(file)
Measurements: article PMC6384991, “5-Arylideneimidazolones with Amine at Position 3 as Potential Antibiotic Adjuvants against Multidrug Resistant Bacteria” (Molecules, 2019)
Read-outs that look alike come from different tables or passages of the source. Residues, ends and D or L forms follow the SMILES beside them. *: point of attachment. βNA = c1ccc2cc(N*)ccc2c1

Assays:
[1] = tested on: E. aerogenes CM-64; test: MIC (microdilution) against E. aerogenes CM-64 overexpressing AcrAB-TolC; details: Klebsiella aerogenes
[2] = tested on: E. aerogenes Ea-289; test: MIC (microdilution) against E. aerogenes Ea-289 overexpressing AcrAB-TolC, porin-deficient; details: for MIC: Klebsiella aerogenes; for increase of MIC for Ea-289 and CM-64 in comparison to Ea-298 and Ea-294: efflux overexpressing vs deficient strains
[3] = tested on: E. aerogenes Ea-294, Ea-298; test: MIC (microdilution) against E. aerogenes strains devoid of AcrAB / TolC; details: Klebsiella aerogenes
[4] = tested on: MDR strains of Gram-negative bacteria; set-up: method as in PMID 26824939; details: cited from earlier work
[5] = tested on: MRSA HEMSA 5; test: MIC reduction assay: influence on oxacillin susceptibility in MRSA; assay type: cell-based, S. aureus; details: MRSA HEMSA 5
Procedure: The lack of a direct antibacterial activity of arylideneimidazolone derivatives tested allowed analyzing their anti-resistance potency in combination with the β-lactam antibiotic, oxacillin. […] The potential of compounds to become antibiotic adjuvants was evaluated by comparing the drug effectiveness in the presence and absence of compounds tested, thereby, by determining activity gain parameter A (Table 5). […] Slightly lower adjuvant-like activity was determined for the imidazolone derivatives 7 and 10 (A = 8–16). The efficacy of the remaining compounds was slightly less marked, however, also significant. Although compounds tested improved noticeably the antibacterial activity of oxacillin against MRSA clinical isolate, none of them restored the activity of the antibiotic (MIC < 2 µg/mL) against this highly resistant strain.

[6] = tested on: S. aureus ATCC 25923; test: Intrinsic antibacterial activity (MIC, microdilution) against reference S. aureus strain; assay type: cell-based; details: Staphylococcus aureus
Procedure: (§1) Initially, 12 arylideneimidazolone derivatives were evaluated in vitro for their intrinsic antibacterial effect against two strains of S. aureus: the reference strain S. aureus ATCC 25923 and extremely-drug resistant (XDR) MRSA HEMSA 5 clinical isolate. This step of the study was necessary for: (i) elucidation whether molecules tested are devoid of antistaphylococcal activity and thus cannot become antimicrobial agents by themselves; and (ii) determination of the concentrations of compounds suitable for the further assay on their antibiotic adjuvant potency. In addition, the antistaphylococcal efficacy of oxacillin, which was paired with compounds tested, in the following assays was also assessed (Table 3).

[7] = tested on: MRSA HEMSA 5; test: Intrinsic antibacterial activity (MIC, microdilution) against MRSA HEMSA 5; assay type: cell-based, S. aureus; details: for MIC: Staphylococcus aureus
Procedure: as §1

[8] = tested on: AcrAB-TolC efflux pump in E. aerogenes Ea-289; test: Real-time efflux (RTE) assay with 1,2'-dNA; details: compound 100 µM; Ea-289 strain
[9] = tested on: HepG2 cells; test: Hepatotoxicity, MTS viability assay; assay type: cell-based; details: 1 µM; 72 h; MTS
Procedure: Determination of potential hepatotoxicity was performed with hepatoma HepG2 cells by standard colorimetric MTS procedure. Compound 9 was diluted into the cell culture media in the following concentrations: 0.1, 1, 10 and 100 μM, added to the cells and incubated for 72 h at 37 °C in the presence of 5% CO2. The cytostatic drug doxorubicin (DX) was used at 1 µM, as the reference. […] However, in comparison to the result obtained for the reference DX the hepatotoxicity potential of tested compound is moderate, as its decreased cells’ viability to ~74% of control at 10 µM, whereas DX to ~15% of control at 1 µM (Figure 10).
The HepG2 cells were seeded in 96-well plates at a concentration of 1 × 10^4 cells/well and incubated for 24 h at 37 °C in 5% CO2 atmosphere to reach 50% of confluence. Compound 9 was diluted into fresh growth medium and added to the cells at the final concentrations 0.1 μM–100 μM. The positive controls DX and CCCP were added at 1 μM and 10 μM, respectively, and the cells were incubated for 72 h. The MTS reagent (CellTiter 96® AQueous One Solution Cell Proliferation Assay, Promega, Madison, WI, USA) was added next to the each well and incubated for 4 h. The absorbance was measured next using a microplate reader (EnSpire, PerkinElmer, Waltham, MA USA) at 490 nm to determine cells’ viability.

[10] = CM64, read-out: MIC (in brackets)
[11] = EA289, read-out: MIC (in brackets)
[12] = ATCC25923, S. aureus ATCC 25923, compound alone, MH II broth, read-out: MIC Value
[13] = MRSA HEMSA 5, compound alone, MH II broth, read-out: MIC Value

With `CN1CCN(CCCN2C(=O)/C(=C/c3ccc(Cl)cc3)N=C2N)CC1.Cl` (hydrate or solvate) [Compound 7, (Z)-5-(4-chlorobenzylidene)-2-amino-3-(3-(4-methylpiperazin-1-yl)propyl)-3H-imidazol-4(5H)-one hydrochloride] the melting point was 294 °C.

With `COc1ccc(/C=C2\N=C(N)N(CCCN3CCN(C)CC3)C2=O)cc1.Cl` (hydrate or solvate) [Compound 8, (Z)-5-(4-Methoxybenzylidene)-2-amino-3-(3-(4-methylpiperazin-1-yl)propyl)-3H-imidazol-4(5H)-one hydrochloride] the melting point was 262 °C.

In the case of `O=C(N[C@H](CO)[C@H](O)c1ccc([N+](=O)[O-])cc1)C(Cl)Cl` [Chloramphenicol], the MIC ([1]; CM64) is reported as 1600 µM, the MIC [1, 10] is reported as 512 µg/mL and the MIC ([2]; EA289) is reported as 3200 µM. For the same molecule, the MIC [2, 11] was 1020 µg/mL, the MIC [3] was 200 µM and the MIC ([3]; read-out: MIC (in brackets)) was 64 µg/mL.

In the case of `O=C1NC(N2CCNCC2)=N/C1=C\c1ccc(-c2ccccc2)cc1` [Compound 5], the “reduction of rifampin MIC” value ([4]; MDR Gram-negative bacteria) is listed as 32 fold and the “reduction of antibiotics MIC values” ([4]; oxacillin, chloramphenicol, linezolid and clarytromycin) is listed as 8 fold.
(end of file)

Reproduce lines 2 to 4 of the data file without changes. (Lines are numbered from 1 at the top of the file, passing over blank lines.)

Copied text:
Read-outs that look alike come from different tables or passages of the source. Residues, ends and D or L forms follow the SMILES beside them. *: point of attachment. βNA = c1ccc2cc(N*)ccc2c1

Assays:
[1] = tested on: E. aerogenes CM-64; test: MIC (microdilution) against E. aerogenes CM-64 overexpressing AcrAB-TolC; details: Klebsiella aerogenes